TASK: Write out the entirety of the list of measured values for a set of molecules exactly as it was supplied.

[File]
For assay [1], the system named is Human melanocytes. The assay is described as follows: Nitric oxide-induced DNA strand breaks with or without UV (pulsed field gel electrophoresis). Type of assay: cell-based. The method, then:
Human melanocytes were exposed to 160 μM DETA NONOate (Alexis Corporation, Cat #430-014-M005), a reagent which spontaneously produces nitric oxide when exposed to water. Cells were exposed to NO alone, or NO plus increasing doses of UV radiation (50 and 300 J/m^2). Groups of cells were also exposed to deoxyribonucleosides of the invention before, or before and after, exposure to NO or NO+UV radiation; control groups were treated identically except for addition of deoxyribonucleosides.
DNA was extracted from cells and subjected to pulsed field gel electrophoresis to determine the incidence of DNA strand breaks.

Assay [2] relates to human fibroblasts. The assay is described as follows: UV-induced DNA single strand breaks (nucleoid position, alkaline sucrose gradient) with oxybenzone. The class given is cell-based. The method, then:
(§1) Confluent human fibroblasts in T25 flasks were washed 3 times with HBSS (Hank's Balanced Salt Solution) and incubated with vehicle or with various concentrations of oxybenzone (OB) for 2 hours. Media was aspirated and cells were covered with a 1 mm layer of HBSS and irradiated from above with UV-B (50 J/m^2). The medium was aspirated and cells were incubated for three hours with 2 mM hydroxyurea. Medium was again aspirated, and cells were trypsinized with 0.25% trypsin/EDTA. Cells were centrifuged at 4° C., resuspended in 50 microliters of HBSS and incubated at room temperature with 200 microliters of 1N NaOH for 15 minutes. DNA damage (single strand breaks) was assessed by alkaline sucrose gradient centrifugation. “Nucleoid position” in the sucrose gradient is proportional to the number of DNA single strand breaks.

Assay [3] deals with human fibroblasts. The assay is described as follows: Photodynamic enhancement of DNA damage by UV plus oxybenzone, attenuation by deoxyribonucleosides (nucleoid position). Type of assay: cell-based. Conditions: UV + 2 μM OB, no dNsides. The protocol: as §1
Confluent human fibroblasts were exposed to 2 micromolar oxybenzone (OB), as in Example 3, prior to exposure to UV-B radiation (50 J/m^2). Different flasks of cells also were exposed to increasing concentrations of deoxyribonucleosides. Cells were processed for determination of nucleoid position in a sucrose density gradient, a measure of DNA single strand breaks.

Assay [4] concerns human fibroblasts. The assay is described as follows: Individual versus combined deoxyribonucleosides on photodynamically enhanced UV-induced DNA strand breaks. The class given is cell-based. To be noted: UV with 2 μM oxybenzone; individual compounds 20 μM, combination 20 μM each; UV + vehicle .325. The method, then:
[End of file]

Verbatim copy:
For assay [1], the system named is Human melanocytes. The assay is described as follows: Nitric oxide-induced DNA strand breaks with or without UV (pulsed field gel electrophoresis). Type of assay: cell-based. The method, then:
Human melanocytes were exposed to 160 μM DETA NONOate (Alexis Corporation, Cat #430-014-M005), a reagent which spontaneously produces nitric oxide when exposed to water. Cells were exposed to NO alone, or NO plus increasing doses of UV radiation (50 and 300 J/m^2). Groups of cells were also exposed to deoxyribonucleosides of the invention before, or before and after, exposure to NO or NO+UV radiation; control groups were treated identically except for addition of deoxyribonucleosides.
DNA was extracted from cells and subjected to pulsed field gel electrophoresis to determine the incidence of DNA strand breaks.

Assay [2] relates to human fibroblasts. The assay is described as follows: UV-induced DNA single strand breaks (nucleoid position, alkaline sucrose gradient) with oxybenzone. The class given is cell-based. The method, then:
(§1) Confluent human fibroblasts in T25 flasks were washed 3 times with HBSS (Hank's Balanced Salt Solution) and incubated with vehicle or with various concentrations of oxybenzone (OB) for 2 hours. Media was aspirated and cells were covered with a 1 mm layer of HBSS and irradiated from above with UV-B (50 J/m^2). The medium was aspirated and cells were incubated for three hours with 2 mM hydroxyurea. Medium was again aspirated, and cells were trypsinized with 0.25% trypsin/EDTA. Cells were centrifuged at 4° C., resuspended in 50 microliters of HBSS and incubated at room temperature with 200 microliters of 1N NaOH for 15 minutes. DNA damage (single strand breaks) was assessed by alkaline sucrose gradient centrifugation. “Nucleoid position” in the sucrose gradient is proportional to the number of DNA single strand breaks.

Assay [3] deals with human fibroblasts. The assay is described as follows: Photodynamic enhancement of DNA damage by UV plus oxybenzone, attenuation by deoxyribonucleosides (nucleoid position). Type of assay: cell-based. Conditions: UV + 2 μM OB, no dNsides. The protocol: as §1
Confluent human fibroblasts were exposed to 2 micromolar oxybenzone (OB), as in Example 3, prior to exposure to UV-B radiation (50 J/m^2). Different flasks of cells also were exposed to increasing concentrations of deoxyribonucleosides. Cells were processed for determination of nucleoid position in a sucrose density gradient, a measure of DNA single strand breaks.

Assay [4] concerns human fibroblasts. The assay is described as follows: Individual versus combined deoxyribonucleosides on photodynamically enhanced UV-induced DNA strand breaks. The class given is cell-based. To be noted: UV with 2 μM oxybenzone; individual compounds 20 μM, combination 20 μM each; UV + vehicle .325. The method, then: